Root Cause Analysis – RCA – Explained
Root Cause Analysis (RCA) is a method used to identify the underlying cause of a problem or an incident. The goal of RCA is to identify the underlying factors that contributed to the problem, rather than simply addressing its symptoms. This information can then be used to implement effective solutions that address the root cause, rather than just treating the symptoms.
When we undercover the actual issue, we find the things that are: Specific , Controllable, Preventable.
RCA is a process that is typically used in a wide range of industries, including healthcare, manufacturing, and service industries.
RCA can also be applied to an underperforming employee, by trying to identify the cause of the bad performance, whether it is knowledge, skill, environmental, will or motivational. This can be detected when coaching to metrics lead to no change, signalling a necessity to coach to behaviour, after of course determining the root cause (using discovery questions or methods).
There are several different techniques that can be used for RCA, but some of the most common include:
- Fishbone diagram (also known as an Ishikawa diagram): a visual tool that can be used to identify and organize the potential causes of a problem.
- 5 Whys: a simple yet effective method that involves repeatedly asking “why” something happened, in order to drill down to the underlying cause.
- Fault Tree Analysis: a technique that uses a logical, systematic approach to identify the potential causes of an incident or problem by identifying the events that led to it. (Mostly for engineering)
- Failure Modes and Effects Analysis (FMEA): a method used to identify and prioritize potential failure modes in a process, system, or product, and to assess the risks associated with those failure modes.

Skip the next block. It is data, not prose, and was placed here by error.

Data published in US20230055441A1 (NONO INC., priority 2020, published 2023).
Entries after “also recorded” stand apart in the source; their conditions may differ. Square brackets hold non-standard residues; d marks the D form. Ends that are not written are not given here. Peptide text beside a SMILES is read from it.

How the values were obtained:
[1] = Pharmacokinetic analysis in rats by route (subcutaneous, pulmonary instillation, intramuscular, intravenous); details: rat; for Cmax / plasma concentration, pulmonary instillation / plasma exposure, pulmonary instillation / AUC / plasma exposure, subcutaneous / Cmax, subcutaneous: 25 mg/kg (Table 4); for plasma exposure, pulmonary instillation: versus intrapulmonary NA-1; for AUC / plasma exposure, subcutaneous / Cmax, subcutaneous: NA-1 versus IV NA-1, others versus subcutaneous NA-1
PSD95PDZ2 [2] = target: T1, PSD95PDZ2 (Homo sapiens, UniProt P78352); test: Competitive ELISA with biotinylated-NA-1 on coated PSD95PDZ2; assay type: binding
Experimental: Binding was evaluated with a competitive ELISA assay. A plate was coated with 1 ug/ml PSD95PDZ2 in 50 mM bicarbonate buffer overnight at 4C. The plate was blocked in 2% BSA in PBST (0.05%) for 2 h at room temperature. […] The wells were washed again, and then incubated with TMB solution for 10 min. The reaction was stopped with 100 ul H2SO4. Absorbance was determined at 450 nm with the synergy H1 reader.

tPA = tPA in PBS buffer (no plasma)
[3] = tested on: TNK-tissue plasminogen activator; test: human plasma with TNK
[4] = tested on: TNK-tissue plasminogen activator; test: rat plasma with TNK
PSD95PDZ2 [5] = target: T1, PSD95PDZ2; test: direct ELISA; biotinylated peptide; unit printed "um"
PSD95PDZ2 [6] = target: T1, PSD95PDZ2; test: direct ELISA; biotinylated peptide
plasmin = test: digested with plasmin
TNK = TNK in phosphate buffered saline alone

Examples of RCA:
- A manufacturing company is experiencing a high rate of defective products. Through RCA, the company discovers that the root cause is a problem with the machine used to produce the products.
- A hospital is experiencing a high rate of infections among patients. Through RCA, the hospital discovers that the root cause is a lack of proper sterilization procedures.
- A service company is experiencing a high rate of customer complaints. Through RCA, the company discovers that the root cause is a lack of proper training for its customer service representatives.
In all these examples, RCA helped to identify the underlying cause of the problem, and allowed the company to implement effective solutions that addressed the root cause.
Performing Root Cause Analysis (RCA) can involve several steps, but a common approach includes the following:
- Define the problem: Clearly define the problem or incident that occurred, including the time, location, and any relevant details.
- Gather data: Collect data related to the problem, including facts, observations, and information from witnesses or those involved. This can include things like process flow diagrams, process control data, maintenance records, and incident reports.
- Identify potential causes: Use tools like fishbone diagrams, 5 Whys, Fault Tree Analysis, or FMEA to identify and organize the potential causes of the problem.
- Analyze the data: Evaluate the data and information collected to identify the most likely causes of the problem. Look for patterns or trends that might indicate the root cause.
- Verify the root cause: Test the identified root cause by gathering additional data or by carrying out a cause-and-effect analysis.
- Develop solutions: Develop solutions that address the root cause of the problem, and prioritize them based on their potential impact and feasibility.
- Implement solutions: Implement the chosen solutions and monitor their effectiveness to ensure that the problem has been resolved.
- Communicate and Document: Communicate the results of the RCA to relevant stakeholders and document the process and the results in a report.
It is important to keep in mind that RCA is an iterative process, and that it may be necessary to go back and repeat certain steps if new information becomes available or if the solutions are not effective.
It is also important to involve the right people in the process, including those who were directly or indirectly involved in the incident, experts in the relevant field, and people from different departments and levels of the organization.